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Barium Suboxide, Ba2O

By heating barium oxide with metallic magnesium to 900°-1100° C., a blackish sintered residue, which reacts with water, producing hydrogen equivalent to half the barium employed, is obtained. A similar product is formed by heating together metallic barium and barium oxide. Guntz regarded it as the Barium Suboxide, Ba2O. It absorbs nitrogen and hydrogen at red heat. With hydrogen the reaction is

Ba2O + H2 = BaH2 + BaO.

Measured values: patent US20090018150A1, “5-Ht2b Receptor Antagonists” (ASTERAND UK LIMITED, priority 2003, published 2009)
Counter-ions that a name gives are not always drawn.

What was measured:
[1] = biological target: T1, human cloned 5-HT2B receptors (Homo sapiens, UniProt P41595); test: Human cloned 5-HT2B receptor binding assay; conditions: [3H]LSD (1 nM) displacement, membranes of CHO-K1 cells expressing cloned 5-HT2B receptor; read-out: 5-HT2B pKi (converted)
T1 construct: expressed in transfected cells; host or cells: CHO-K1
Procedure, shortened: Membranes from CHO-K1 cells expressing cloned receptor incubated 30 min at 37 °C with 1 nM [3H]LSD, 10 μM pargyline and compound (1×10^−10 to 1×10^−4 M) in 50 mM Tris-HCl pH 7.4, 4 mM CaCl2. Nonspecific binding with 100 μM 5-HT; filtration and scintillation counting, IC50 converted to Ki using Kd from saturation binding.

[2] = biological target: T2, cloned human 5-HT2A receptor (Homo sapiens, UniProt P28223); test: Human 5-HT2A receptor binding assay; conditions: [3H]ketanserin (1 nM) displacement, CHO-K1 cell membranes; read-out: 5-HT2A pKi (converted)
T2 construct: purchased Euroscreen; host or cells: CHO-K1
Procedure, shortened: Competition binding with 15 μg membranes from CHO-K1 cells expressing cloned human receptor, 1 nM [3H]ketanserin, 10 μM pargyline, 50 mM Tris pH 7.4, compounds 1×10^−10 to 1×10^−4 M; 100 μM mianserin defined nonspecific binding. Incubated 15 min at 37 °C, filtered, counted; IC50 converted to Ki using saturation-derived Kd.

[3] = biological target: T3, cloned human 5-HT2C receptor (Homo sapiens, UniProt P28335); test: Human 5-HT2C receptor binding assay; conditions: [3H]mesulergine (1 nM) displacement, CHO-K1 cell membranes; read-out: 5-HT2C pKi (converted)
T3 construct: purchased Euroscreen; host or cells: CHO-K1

The mixture of barium hydride and oxide behaves as if it were the compound BaH.

Barium suboxide dissociates into barium and barium oxide when strongly heated. If a volatile metal be used for the reduction, the dissociated barium volatilises with the excess of the reducing metal, forming an alloy. The temperature must be higher than that necessary to volatilise barium, in order to dissociate the suboxide. If a nonvolatile metal, such as aluminium, be used, the suboxide is still the first product, but this splits up into barium oxide and barium, the latter distils off alone, and the remaining oxide is again reduced to the suboxide.

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